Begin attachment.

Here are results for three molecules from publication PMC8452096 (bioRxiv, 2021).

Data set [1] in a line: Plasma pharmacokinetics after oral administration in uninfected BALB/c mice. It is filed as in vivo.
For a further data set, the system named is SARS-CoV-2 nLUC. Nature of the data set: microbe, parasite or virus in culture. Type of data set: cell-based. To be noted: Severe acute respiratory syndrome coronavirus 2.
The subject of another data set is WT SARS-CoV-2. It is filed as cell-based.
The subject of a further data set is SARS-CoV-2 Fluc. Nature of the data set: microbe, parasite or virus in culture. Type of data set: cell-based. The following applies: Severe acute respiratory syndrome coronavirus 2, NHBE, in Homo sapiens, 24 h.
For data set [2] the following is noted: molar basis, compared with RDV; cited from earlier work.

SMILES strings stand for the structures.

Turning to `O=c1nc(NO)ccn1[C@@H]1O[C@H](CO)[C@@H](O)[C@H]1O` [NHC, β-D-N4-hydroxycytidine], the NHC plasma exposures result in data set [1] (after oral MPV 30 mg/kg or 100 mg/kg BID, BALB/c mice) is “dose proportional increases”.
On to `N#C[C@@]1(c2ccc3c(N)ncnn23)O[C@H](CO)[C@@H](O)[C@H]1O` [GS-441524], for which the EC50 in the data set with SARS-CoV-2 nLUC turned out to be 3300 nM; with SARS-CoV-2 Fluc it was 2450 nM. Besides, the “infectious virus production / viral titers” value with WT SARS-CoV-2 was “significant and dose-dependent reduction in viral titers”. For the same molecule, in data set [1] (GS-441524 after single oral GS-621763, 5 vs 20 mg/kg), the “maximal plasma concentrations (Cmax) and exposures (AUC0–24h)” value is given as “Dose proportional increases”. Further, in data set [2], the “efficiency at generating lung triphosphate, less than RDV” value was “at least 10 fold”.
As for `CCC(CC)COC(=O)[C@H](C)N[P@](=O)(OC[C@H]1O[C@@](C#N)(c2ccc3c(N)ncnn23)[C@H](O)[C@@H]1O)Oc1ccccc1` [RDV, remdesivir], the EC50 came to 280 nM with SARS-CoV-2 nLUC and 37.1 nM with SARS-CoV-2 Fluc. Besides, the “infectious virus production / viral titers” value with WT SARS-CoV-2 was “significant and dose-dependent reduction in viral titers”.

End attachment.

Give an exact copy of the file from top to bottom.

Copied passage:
Here are results for three molecules from publication PMC8452096 (bioRxiv, 2021).

Data set [1] in a line: Plasma pharmacokinetics after oral administration in uninfected BALB/c mice. It is filed as in vivo.
For a further data set, the system named is SARS-CoV-2 nLUC. Nature of the data set: microbe, parasite or virus in culture. Type of data set: cell-based. To be noted: Severe acute respiratory syndrome coronavirus 2.
The subject of another data set is WT SARS-CoV-2. It is filed as cell-based.
The subject of a further data set is SARS-CoV-2 Fluc. Nature of the data set: microbe, parasite or virus in culture. Type of data set: cell-based. The following applies: Severe acute respiratory syndrome coronavirus 2, NHBE, in Homo sapiens, 24 h.
For data set [2] the following is noted: molar basis, compared with RDV; cited from earlier work.

SMILES strings stand for the structures.

Turning to `O=c1nc(NO)ccn1[C@@H]1O[C@H](CO)[C@@H](O)[C@H]1O` [NHC, β-D-N4-hydroxycytidine], the NHC plasma exposures result in data set [1] (after oral MPV 30 mg/kg or 100 mg/kg BID, BALB/c mice) is “dose proportional increases”.
On to `N#C[C@@]1(c2ccc3c(N)ncnn23)O[C@H](CO)[C@@H](O)[C@H]1O` [GS-441524], for which the EC50 in the data set with SARS-CoV-2 nLUC turned out to be 3300 nM; with SARS-CoV-2 Fluc it was 2450 nM. Besides, the “infectious virus production / viral titers” value with WT SARS-CoV-2 was “significant and dose-dependent reduction in viral titers”. For the same molecule, in data set [1] (GS-441524 after single oral GS-621763, 5 vs 20 mg/kg), the “maximal plasma concentrations (Cmax) and exposures (AUC0–24h)” value is given as “Dose proportional increases”. Further, in data set [2], the “efficiency at generating lung triphosphate, less than RDV” value was “at least 10 fold”.
As for `CCC(CC)COC(=O)[C@H](C)N[P@](=O)(OC[C@H]1O[C@@](C#N)(c2ccc3c(N)ncnn23)[C@H](O)[C@@H]1O)Oc1ccccc1` [RDV, remdesivir], the EC50 came to 280 nM with SARS-CoV-2 nLUC and 37.1 nM with SARS-CoV-2 Fluc. Besides, the “infectious virus production / viral titers” value with WT SARS-CoV-2 was “significant and dose-dependent reduction in viral titers”.